There's something rotten about Animal Crossing's egg event

Let’s be clear, for the first week and a bit of Animal Crossing: New Horizons, Nintendo played an absolute blinder. The introduction is a masterful ramp up to the traditional Animal Crossing experience, functionality and character building day over day until you reach a point you realise you’ve been playing a prologue all this time. The game proper is now ready to unfold. The whole experience is now wide open. You have toiled and crafted and you are ready for… eggs?

Eggs. The eggs are everywhere. And they stink.

Now, I think there’s an element of bad timing here – albeit one Nintendo is still in charge of. When April rolled around, most people who had got the game on day one were now just settling into their island life proper. March’s end was a gentle rush to gain stringfish and sturgeon before the season changed, but players had found their daily Animal Crossing rhythms.

And then those eggs arrived. And suddenly I’m getting flashbacks. Because instead of feeling like I’m playing Animal Crossings past, it feels like I’m playing Pocket Camp, the FOMO-infused smartphone spin-off which floods the game with events which dominate how you play and demand you do. Constantly.

Oh, we’ve got some ideas.

Let me explain. New Horizon’s egg event has you gathering eggs to craft limited edition furniture and clothing. These eggs have taken over the game’s usual crafting sources – meaning you will find them when you shake trees, when you chop wood, when you dig for fossils, when you fish. When you hear a balloon floating overhead, it’s an egg. When you open up a message in a bottle on the beach, it’s an egg crafting recipe. There is absolutely no way to ignore it.

Animal Crossing has always had seasonal events, but right now New Horizons feels like more of a live service game, and one where I’m being required to grind for resources to get everything you want. Event items have typically required you talk to certain characters and maybe hand over a few bells if needed. Instead, New Horizons’ crafting systems are being broken by this event template – which quickly fills up player inventories with half a dozen different egg varieties (let alone the new petal blossom resource, which has unfortunately also turned up at the same time).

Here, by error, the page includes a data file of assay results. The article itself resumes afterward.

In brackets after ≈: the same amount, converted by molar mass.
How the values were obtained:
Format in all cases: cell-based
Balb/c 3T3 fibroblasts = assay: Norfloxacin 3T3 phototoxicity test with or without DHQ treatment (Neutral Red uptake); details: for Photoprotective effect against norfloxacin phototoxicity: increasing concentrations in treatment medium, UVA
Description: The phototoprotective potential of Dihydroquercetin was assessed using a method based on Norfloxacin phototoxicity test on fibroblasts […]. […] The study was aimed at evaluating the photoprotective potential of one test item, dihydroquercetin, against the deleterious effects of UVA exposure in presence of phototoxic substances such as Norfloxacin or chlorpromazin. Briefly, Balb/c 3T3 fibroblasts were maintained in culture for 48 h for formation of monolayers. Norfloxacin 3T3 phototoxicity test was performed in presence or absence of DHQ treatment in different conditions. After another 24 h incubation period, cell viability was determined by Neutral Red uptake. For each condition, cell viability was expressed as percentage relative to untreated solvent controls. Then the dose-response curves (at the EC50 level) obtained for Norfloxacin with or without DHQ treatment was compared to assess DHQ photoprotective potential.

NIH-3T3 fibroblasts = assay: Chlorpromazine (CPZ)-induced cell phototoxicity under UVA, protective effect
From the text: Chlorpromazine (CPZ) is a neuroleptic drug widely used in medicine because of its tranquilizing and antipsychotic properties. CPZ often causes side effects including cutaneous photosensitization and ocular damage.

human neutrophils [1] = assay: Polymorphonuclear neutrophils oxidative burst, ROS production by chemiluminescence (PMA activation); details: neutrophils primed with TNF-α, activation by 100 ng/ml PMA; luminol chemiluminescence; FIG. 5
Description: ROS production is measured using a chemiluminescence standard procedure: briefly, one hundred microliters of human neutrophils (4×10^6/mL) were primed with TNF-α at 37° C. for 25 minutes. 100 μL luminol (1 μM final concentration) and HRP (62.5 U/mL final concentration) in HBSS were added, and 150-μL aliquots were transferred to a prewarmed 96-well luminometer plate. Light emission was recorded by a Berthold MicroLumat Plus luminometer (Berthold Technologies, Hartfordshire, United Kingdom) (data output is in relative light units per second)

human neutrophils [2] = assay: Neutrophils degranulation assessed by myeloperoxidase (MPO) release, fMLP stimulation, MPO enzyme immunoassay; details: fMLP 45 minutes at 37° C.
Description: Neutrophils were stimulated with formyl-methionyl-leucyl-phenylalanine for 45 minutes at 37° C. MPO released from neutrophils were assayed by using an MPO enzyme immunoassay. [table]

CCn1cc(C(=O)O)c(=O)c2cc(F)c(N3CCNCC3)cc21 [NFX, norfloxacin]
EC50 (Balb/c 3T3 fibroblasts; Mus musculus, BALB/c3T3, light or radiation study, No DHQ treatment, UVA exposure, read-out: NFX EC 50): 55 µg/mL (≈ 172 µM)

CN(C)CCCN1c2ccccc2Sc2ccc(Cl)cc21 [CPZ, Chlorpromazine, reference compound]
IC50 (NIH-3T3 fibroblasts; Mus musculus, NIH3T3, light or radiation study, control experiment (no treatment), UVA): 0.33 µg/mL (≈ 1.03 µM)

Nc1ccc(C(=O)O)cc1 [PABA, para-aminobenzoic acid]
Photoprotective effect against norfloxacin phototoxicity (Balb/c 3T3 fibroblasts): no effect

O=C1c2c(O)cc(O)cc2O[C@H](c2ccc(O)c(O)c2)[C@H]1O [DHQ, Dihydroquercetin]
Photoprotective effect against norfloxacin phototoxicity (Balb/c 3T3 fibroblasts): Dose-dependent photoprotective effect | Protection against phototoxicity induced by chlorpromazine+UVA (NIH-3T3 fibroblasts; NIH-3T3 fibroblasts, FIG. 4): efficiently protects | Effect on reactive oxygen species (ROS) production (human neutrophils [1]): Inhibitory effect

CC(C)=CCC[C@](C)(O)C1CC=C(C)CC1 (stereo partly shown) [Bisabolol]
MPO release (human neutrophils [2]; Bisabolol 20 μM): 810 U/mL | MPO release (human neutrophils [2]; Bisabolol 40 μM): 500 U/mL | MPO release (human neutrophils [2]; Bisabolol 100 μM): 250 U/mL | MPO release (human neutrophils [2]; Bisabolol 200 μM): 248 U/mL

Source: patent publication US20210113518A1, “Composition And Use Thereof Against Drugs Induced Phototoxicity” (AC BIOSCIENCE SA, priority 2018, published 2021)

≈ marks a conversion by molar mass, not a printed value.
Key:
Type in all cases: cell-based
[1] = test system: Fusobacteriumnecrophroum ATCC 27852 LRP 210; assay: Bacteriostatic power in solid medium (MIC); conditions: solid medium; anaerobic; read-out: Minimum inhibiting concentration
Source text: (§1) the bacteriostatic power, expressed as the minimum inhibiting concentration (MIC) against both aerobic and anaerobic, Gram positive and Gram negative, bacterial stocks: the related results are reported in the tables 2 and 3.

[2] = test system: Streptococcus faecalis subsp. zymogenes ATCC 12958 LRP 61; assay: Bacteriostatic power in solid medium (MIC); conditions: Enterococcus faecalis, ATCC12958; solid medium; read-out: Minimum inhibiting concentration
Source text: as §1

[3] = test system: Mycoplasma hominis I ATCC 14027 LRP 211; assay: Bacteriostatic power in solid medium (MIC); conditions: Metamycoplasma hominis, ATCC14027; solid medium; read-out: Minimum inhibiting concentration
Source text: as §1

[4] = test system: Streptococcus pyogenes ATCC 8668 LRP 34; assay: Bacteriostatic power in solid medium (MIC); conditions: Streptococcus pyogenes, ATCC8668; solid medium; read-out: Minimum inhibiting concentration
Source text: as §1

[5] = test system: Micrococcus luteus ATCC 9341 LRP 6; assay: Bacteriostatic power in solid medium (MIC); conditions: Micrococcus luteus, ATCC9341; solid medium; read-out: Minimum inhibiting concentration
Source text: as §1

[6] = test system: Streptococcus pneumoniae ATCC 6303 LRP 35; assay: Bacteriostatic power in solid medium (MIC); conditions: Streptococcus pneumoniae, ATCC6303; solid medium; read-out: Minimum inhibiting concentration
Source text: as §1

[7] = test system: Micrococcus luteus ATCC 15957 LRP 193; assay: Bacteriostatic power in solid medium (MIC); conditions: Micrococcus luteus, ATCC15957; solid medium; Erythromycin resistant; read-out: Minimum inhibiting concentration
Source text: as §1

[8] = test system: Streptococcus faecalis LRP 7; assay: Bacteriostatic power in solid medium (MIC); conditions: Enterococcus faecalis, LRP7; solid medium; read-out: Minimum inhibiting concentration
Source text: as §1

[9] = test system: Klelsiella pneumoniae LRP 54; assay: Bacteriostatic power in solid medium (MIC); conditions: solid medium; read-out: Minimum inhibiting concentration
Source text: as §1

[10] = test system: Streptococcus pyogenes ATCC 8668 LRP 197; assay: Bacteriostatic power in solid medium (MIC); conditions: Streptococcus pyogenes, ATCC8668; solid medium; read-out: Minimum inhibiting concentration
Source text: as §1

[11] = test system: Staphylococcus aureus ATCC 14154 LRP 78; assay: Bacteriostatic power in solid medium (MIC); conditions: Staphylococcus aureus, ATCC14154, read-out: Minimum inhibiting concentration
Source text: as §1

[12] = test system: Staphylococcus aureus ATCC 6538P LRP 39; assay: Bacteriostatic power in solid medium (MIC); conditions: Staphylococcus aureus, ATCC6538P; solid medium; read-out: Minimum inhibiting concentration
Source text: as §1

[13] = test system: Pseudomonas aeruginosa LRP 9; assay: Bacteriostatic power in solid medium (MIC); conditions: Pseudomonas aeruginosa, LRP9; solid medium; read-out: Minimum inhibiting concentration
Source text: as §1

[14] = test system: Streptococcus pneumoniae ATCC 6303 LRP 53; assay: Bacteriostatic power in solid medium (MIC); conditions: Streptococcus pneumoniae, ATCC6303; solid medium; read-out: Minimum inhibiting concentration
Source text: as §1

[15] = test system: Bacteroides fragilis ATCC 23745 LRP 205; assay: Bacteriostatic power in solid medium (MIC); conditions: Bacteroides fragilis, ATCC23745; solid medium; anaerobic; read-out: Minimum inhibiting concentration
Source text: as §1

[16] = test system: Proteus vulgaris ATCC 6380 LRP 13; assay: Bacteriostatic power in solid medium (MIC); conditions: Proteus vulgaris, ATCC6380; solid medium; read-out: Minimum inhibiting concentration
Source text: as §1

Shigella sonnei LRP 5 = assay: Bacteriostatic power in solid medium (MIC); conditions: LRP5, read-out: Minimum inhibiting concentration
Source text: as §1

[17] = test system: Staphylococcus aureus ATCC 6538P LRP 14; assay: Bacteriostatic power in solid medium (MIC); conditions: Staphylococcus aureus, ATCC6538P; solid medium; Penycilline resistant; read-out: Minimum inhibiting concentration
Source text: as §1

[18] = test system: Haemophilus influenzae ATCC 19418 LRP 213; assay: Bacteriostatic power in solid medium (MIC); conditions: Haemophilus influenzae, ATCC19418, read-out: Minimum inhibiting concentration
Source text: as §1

Those who just want to get stuck into a standard Animal Crossing April or carry on with developing their island are finding themselves awash with eggs they do not want and unable to find the month’s fresh menagerie of fish and insects. If you’re newer to the game, or not able to play as much and still in its prologue phase, I’ve heard it’s worse. Because those eggs replace the items you would otherwise get from these sources – items like iron ore, which is a major bottleneck earlier on – players are finding it harder to progress.

We are in day three of egg hell but – like all periods of disruption – it will not last forever. Eventually, creepy ol’ Zipper T. Bunny will be back to celebrate Bunny Day, the eggs will disappear and life will return to normal. My concern, however, lies in this event template being the standard for New Horizons’ post-launch schedule going forward. Late April will bring the game’s next big update in preparation for a major event on Earth Day. My hope is the reaction to New Horizons’ first eggxistential crisis informs Nintendo’s plans. There’s no need for six different egg currencies. There’s no need to spread them over every part of the game.

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